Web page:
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Windows XP Optimizations

846windowsxpoptimizeIf you are running Windows XP on older hardware, you might wish to make some of the following adjustments. The optimizations below were gathered over the past decade. These modifications range from simple to dangerous, so proceed at your risk. (Some of these optimizations may be outdated.)

These changes are generally safe:

  • Open up Internet Explorer fast:
    1. Edit the Internet Explorer shortcut.
    2. Add parameter “-nohome” to the shortcut command to force opening up IE with a blank page.
  • Open up the C drive in Windows Explorer by default:
    1. Create or edit the Explorer shortcut.
    2. Use this path and arguments to open up the C drive by default: “C:\windows\explorer.exe /n,/e,c:\”
  • Quickly open the Windows Search Results dialog:
    1. Go to menu Start->Search. The Search Results dialog will appear.
    2. Click on the “Turn off animated character” option on the left menu.
    3. Click on “Change Preferences”.
    4. Click on “Change files and folders search behavior”.
    5. Select “Advanced…” option.
    6. Hit OK
  • Set a fixed size for the Virtual Paging File (potentially reduces hard drive usage):
    1. Open My Computer properties.
    2. Select “Advanced” tab.
    3. Click “Settings” button under “Performance”.
    4. Go to “Advanced”.
    5. Leave “Programs” and “Programs” selected.
    6. Under “Virtual Memory”, click “Change” button.
    7. Select “System managed size” and input the size of the paging file. The initial value is usually 1.5 times memory. Maximum value is 3 times memory. You have greater than 512MB, you can set to 0.5 times memory.
    8. Click OK.
  • Disable Fast User Switching (if you only have one default user):
    1. Go to Control Panel->User Accounts.
    2. Click “Change the way users log on or off”.
    3. Leave the “Use the Welcome screen” check (this is required so Windows won’t prompt for password).
    4. Unselect “Use Fast User Switching”.
    5. Click “Apply Options”.
  • Set DMA Mode on IDE Drives (for fast hard drive transfers):
    1. Open Device Manager (My Computer->Manage).
    2. Go to “IDE ATA/ATAPI controllers”.
    3. Double-click on “Primary IDE Channel”.
    4. Go to “Advanced Settings” tab.
    5. Make sure all “Transfer Mode” boxes have “DMA If Available”.
    6. Repeat for secondary IDE channel, etc.
  • Turn off File Indexing (reduces hard drive usage):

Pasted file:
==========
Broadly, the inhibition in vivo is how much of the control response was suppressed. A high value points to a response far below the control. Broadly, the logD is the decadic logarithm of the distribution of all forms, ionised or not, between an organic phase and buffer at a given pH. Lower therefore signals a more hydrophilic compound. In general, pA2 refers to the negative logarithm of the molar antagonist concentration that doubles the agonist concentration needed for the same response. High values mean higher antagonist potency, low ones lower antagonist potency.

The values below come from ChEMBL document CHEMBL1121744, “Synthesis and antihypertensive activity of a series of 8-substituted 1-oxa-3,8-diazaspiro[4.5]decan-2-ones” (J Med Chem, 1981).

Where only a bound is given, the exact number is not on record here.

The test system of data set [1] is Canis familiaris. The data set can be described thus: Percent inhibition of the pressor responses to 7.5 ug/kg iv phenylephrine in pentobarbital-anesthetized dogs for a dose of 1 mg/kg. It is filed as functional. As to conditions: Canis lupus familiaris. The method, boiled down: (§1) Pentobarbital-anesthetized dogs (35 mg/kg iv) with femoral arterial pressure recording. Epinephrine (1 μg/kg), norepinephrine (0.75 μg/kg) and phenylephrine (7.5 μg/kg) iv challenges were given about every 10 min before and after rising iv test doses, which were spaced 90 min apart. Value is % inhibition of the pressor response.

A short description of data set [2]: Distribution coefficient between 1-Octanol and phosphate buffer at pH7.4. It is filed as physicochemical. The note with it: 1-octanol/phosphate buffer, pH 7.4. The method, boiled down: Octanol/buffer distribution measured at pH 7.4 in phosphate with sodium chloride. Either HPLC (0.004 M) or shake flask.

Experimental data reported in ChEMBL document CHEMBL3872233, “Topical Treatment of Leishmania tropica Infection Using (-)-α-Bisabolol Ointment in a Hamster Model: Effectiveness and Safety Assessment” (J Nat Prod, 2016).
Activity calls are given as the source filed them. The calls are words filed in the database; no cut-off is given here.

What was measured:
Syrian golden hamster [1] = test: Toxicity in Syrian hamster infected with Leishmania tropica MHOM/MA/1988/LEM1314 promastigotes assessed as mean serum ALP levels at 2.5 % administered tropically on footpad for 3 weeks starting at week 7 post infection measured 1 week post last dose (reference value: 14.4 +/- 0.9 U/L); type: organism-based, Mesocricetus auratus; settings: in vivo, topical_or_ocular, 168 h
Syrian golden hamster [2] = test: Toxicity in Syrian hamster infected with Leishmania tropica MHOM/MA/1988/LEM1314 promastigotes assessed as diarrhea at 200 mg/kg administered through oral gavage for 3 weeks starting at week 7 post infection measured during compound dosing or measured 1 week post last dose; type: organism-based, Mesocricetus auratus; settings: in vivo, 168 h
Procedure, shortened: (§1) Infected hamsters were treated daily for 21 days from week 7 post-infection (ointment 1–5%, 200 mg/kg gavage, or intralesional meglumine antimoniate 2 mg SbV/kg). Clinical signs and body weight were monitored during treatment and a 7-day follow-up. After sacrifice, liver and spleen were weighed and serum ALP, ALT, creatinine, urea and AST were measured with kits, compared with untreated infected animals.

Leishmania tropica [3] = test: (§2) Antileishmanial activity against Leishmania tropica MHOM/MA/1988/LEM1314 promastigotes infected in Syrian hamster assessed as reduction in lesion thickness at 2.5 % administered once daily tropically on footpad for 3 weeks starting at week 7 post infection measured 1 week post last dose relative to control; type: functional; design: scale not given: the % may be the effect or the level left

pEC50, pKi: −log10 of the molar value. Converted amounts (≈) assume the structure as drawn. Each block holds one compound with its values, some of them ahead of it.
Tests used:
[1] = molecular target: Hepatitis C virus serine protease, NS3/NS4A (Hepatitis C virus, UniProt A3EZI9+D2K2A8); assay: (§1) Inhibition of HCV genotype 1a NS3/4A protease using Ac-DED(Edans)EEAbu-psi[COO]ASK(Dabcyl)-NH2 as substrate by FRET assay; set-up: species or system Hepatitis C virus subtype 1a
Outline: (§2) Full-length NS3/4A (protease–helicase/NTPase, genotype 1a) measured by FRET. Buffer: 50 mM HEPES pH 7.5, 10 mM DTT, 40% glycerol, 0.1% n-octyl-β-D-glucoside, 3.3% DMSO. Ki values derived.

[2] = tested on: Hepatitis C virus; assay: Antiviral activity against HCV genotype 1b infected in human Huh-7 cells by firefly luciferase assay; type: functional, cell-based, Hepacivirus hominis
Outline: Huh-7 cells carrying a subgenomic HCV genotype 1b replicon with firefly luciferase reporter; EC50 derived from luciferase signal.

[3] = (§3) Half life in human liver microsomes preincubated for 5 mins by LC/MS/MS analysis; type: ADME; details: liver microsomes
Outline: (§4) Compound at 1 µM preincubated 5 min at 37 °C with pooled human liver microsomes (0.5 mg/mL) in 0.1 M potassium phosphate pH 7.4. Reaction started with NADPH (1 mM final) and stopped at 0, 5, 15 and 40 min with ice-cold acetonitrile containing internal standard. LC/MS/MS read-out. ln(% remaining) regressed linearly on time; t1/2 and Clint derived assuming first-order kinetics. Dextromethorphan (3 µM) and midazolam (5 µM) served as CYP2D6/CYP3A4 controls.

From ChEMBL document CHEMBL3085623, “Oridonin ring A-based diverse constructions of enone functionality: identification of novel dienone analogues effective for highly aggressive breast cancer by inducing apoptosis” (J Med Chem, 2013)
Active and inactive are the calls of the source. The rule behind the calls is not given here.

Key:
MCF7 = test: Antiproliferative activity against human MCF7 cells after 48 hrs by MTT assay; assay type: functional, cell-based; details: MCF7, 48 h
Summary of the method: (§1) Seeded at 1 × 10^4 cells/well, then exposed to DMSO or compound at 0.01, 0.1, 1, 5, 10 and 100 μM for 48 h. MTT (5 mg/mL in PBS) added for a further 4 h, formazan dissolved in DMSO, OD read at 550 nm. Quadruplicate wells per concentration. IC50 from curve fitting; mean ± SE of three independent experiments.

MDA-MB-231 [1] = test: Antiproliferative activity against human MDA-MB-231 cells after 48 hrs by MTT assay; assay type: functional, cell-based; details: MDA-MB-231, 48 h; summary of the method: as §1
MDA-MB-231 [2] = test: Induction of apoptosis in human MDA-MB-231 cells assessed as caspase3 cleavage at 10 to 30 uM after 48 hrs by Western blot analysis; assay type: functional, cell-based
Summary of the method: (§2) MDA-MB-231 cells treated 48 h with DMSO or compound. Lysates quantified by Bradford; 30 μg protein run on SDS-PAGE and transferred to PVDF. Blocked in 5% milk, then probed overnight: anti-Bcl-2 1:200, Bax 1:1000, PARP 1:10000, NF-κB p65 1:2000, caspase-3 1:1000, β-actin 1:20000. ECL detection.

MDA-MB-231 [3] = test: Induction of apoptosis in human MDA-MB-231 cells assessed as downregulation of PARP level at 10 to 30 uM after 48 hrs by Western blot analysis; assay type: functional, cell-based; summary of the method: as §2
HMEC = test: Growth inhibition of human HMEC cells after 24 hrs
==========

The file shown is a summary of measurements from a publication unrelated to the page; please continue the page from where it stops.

1. Go to Computer Management (My Computer->Manage).
    2. Go to Services and Applications->Indexing Service->System->Directories.
    3. Double-click on each directory (with yes in “Include in Catalog”):
      • select “no” under “Include in Index?”
      • click OK.
    4. Open My Computer.
    5. Right click on the Hard drive and choose properties.
    6. Uncheck the “Allow Indexing Service to index this disk for fast file searching”:
      • A new window will pop up, choose include folder and subfolders.
      • click OK.
  • Remove built-in support for ZIP files and also prevents Search from looking into compressed files (very slow operation):
    1. Go to menu Start->Run
    2. Type “regsvr32 /u zipfldr.dll”
    3. Optionally, install another zip application like Winzip to take over the extension; otherwise, if you open a zip file, Windows XP will re-register the zipfldr.dll.
  • Improve shutdown speed (by immediately killing applications at shutdown or reducing the wait to kill timeout):
    1. Go to Start->Run and type “regedit”.
    2. Go to “HKEY_CURRENT_USER\Control Panel\Desktop”.
    3. Set the key AutoEndTasks to value 1 to immediately kill applications (without giving time to save) at shutdown.
    4. To reduce wait to kill timeout, change the following:
      • Set “HungAppTimeout” to 8000 (default is 5000).
      • Set “WaitToKillAppTimeout” to 8000 (default is 20000; 4000 if you are brave).
      • Also, go to “HKEY_LOCAL_MACHINE\System\CurrentControlSet\Control” and set “WaitToKillServiceTimeout” to 8000 (default is 20000; 4000 if brave).

These changes can be dangerous: